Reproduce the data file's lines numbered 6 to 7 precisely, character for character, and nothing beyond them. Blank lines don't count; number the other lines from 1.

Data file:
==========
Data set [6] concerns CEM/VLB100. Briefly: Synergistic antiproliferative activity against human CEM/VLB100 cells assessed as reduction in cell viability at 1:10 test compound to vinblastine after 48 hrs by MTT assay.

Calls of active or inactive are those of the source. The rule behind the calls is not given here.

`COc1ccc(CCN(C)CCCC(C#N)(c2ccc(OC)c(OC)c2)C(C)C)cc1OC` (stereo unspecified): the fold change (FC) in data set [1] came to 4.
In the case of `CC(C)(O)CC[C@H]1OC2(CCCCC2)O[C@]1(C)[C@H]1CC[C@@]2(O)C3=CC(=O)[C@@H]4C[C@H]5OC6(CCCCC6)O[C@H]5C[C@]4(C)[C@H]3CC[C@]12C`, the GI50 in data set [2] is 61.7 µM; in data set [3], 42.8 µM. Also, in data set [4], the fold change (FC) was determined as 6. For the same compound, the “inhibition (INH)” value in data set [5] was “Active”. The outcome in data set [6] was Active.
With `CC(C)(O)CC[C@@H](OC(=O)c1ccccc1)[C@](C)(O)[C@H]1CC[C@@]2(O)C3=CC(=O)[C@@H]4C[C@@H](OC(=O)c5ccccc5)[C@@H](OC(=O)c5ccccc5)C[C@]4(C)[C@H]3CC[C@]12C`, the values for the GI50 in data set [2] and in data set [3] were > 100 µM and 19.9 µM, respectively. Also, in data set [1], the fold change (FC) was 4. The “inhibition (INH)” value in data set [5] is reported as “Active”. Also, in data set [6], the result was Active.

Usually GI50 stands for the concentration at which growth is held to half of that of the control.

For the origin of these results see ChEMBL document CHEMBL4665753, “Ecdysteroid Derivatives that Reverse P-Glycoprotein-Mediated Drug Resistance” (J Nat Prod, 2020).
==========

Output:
Usually GI50 stands for the concentration at which growth is held to half of that of the control.

For the origin of these results see ChEMBL document CHEMBL4665753, “Ecdysteroid Derivatives that Reverse P-Glycoprotein-Mediated Drug Resistance” (J Nat Prod, 2020).